In yesterday’s New York Times Magazine, Mimi Swartz wrote a lengthy profile on John Friend, the Houston-based founder of Anusara yoga. I’d been curious about this new (13 years old) form of yoga, based on Iyengar yoga but with a “touchy-feely” overlay.
The article made me cringe, I must admit. It wasn’t only Mr Friend’s commercial ambition, groupee following, and globetrotting to promote his brand. It was also simply his words:
- “We are,” Friend said, beaming, “the Yoga of Yes.” (YogaSpy: Uh, okay.)
- “There’s no differentiation between yoga philosophy and business philosophy,” he said of Anusara. “We honor spirit, based on our vision that life is good.” (YogaSpy: Huh?)
- “Whatever you’ve got, you’ve got to rock it out fully,” he said in Los Angeles. “You’ve got to work the edge. The edge is so cool.” (YogaSpy: Hmm, maybe this sounds funny only on paper.)
- [An ode to creativity by Mr Friend, recited while a young woman with flowing curls and a face painted to match her tiger costume danced and writhed on the floor] We ride the tiger. . . ./I taste her hunger/In the burning of my desire/There is no hotter fire. (YogaSpy: No comment.)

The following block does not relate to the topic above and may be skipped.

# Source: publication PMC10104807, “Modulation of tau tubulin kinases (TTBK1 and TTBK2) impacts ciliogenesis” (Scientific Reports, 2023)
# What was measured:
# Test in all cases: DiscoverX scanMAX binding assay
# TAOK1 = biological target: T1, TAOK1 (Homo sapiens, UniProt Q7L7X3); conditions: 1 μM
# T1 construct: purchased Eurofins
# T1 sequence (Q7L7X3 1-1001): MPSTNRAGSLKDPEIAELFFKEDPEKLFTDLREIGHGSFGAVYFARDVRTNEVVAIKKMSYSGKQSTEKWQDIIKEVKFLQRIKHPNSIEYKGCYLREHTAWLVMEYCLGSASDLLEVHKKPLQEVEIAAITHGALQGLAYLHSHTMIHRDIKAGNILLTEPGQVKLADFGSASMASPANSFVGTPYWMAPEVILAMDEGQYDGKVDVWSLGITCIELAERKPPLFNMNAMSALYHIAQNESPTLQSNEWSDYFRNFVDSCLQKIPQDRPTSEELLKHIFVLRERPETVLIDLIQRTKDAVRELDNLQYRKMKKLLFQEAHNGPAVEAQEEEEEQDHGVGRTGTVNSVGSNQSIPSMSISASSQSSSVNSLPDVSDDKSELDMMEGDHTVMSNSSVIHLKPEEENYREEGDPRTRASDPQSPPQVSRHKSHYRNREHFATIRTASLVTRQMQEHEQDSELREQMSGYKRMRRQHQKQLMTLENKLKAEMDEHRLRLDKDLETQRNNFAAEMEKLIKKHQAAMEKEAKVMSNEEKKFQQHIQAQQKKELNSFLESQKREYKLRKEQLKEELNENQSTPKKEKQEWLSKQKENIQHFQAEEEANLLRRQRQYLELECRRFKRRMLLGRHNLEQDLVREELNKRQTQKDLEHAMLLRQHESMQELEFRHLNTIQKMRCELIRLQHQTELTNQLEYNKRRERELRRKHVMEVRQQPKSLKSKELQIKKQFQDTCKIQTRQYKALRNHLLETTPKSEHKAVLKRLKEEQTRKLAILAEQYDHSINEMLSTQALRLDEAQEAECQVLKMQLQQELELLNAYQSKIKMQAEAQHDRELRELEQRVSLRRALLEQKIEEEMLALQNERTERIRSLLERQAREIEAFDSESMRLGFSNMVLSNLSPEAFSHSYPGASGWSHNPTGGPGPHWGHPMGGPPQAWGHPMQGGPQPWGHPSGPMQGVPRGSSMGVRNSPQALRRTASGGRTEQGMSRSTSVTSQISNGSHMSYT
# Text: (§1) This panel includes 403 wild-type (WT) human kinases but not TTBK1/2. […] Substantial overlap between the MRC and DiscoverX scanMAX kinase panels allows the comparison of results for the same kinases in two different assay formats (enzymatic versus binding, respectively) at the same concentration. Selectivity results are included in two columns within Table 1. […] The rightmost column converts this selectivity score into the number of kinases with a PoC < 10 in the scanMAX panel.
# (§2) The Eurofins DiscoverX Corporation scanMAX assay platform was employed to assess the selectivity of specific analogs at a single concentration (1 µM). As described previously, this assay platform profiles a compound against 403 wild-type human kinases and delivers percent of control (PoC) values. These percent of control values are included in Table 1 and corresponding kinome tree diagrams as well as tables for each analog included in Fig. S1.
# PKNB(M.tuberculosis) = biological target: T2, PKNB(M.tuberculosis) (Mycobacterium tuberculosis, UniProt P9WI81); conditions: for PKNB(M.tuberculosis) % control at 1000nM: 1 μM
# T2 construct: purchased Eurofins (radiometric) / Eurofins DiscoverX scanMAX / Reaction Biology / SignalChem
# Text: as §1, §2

- [Email message from Mr Friend to Swartz] “For me, any artistic expression that is performed and expressed with an intention of awakening to the essential nature of one’s Being (Spirit) and with the intention of glorifying the intrinsic Goodness and Shri (Divine Beauty) of that spirit is considered Yoga. Therefore, yoga can be expanded to include dance, music and other forms of Art.” (YogaSpy: I agree, but the tiger spectacle wouldn’t meet my definition of yogic “Art.”)
Of course, a profile is a distillation by the journalist. As a writer myself, I know that one can color one’s subject, even with accurate quotes. But there was something in Mr Friend’s attitude that bothered me.
I can appreciate dharma talks and philosophical lessons. I might even give a “life lesson” or two in my own teaching (to the best of my limited experience!). But flowery words (repeated use of “love” and “beautiful” are a tipoff) are a turnoff. I don’t think like that; I don’t talk like that. Maybe that’s what bothered me.
Note: I know that flowery words can work for others, perhaps depending on their state of mind. One of my current students tried Anusara yoga three years ago when she was grieving the loss of her husband. She said that the [touchy-feely] language was nice to hear at the time. Now she is drawn to Iyengar yoga, which I teach.
Anyway, those are my initial (albeit secondhand) impressions of Mr Friend. (Read Roseanne’s blog at it’s all yoga, baby for her perspective as an Anusara practitioner in Montreal.) Maybe I’ll one day meet him in person and amend this post.
Image: The New York Times